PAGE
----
When a claim is unassigned, it means that the physician has not agreed to accept the
Medicare approved amount as full payment and can charge more than the Medicare-approved
amount, but not more than the limiting charge (see Limits on Physician Charges). The
physician bills you for the full amount and files your claim with the carrier. Medicare
than reimburses you its share of the charges. Because you cannot always tell in advance
whether the Medicare-approved amount and the actual charge for covered services and
supplies will be the same, ask your physicians and medical suppliers whether they accept
assignment of Medicare claims.
Participating Physicians & Suppliers
While some physicians and medical suppliers accept assignment on a case-by-case basis
or not at all, others sign Medicare participation agreements that require them to accept
assignments on all Medicare claims. These physicians and suppliers are called
participating physicians and suppliers and their names and addresses are listed in the
Medicare Participating Physician/Supplier Directory for your area. The directory is
distributed to senior citizen organizations, all Social Security Administration and
Railroad Retirement Broad offices, all hospitals and all State and area offices of the
Administration on Aging. The directory may also be obtained free of charge from the
insurance carrier that processes Medicare Part B claims in your area, or you can call the
carrier to find out which doctors and suppliers are Medicare participants.
There are occasions when healthcare providers do not participate in Medicare claims.
For instance, all physicians and qualified laboratories must accept assignment from
clinical diagnostic laboratory tests covered by Medicare. Physicians and certain other
practitioners and suppliers must take assignment on all claims for services furnished to
Medicare beneficiaries who are eligible for medical assistance through their state
Medicaid program, including beneficiaries enrolled in the Qualified Medicare Beneficiary
Limits On Physician Charges
While physicians who do not accept assignment of a Medicare claim can charge more than
physicians who do, there is a limit to the amount they can charge for services covered by
Medicare. They are permitted to charge you only 15 percent more than the Medicare-approved
amount, and you must pay that extra amount. This is called the "limiting charge"
and you do not have to pay more than this amount.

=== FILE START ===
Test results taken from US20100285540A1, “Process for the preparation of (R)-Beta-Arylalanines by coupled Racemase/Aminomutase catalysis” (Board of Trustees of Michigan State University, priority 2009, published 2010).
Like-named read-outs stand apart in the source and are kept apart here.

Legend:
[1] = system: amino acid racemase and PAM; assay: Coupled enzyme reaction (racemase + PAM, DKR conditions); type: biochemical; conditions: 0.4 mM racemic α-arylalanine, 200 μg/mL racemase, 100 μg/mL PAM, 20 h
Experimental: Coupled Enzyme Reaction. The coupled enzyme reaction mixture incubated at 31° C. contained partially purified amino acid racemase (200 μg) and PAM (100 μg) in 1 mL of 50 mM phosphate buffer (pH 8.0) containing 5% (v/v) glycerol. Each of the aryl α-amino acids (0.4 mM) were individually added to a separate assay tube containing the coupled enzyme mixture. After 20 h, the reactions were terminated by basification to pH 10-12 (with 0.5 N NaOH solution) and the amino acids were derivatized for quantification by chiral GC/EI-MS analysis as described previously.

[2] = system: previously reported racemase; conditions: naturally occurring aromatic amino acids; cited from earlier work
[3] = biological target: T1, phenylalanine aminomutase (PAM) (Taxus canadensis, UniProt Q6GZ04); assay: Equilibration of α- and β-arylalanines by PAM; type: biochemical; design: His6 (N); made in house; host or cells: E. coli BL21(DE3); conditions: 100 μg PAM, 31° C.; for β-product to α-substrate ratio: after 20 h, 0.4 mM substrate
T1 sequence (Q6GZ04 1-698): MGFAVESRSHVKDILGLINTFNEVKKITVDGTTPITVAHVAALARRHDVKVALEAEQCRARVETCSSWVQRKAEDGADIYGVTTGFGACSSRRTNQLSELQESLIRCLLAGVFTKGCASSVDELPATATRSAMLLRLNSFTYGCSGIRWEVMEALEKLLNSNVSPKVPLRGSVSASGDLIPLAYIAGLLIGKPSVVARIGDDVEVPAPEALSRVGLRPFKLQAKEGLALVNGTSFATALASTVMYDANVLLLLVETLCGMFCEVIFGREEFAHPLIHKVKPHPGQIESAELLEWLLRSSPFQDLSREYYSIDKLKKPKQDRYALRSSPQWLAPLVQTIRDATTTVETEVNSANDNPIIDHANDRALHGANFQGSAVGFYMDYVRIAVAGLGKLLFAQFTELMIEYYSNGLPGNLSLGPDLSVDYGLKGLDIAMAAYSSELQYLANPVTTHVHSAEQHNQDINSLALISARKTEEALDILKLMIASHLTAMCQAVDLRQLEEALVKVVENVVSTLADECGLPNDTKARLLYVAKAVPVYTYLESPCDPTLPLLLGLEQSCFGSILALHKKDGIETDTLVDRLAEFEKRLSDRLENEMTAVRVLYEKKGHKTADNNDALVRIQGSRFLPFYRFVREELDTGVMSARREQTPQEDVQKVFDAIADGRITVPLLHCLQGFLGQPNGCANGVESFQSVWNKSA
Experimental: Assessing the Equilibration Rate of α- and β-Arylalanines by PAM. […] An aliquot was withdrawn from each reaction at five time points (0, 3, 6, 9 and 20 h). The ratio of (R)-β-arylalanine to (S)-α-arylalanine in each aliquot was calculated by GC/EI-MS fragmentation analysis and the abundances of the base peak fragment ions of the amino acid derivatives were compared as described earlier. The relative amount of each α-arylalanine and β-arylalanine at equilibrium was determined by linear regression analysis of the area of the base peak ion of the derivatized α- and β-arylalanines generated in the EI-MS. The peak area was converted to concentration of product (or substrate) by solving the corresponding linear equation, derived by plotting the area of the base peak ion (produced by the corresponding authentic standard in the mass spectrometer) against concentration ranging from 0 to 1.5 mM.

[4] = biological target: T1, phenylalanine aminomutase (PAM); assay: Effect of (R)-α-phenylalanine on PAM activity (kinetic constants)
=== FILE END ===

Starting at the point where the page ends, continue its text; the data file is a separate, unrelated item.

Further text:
To determine the limiting charge for a particular service, contact the Medicare carrier
for your area. Limiting charge information also appears on the Explanation of Medicare
Part B Benefits (EOMB) form generally sent to you by the carrier after you receive a
Medicare-covered service. If your physician has exceeded the charge limit, contact the
physician and ask for a reduction in the charge, or a refund if you have paid the bill. If
you cannot resolve the issue with the physicians, call your Medicare carrier. Medicare
carriers are required to screen physician bills for overcharged and notify the physician
and the patient within 30 days of any overcharge. The physician is then required to refund
the overcharge within 30 days or credit your account for it. Physicians who knowingly,
willfully and repeatedly charge more than the legal limit are subject to sanctions.
Medicare law further requires physicians who do not take assignment for elective
surgery to give you a written estimate of your costs before the surgery if the total
charge will be $500 or more. If you are not given a written estimate, you are entitled to
a refund of any amount you paid in excess of the Medicare-approved amount for the surgery.
Some states have also enacted charge limit laws. Currently, Connecticut, Massachusetts,
Minnesota, New York, Ohio, Pennsylvania, Rhode Island and Vermont have such laws. If you
live in one of these states, or if you want to find out whether your state has a law
limiting physician charges, contact your state insurance department counseling program or
office on aging.
Here's a comparison of your share of the cost for the same service
provided by a participating physician and by a nonparticipating physician who did not
If you went to a participating physician for a service for which the fee schedule
amount was $100, the physician would accept that amount in full. Medicare would pay $80
and you would be responsible for $20, assuming you had already met the Part B $100 annual
For the same service furnished by a nonparticipating physician, the fee schedule amount
would be $95 (Nonparticipating physicians are reimbursed at 95 percent of the fee schedule
amount for participating physicians). Medicare would pay $76, or 80 percent, leaving you
with a balance of $19 to cover the remaining 20 percent of the fee schedule amount.
However, since nonparticipating physicians who do not accept assignment can legally charge
15 percent more that the fee schedule amount, another $14.25 could be added to the bill,
bringing your out-of-pocket cost to $33.25, assuming you had already met the Part B
deductible. You would not have to pay any charges over $33.25.
Medically Unnecessary Services
You should also be aware that any physician who provides you with services that he or
she knows or believes Medicare will determine to be medically unnecessary and thus will
not pay for is required to notify you in writing before performing the service. If written
notice is not given, and you did not know that Medicare would not pay, you cannot be held
liable to pay. However, if you did receive written notice and signed an agreement to pay
for the service yourself, you will be held liable to pay.
Medicare Payment Notice
Regardless of whether your physicians or medical suppliers accept assignment of a
claim, they are required by law to submit the claim for you within a year after providing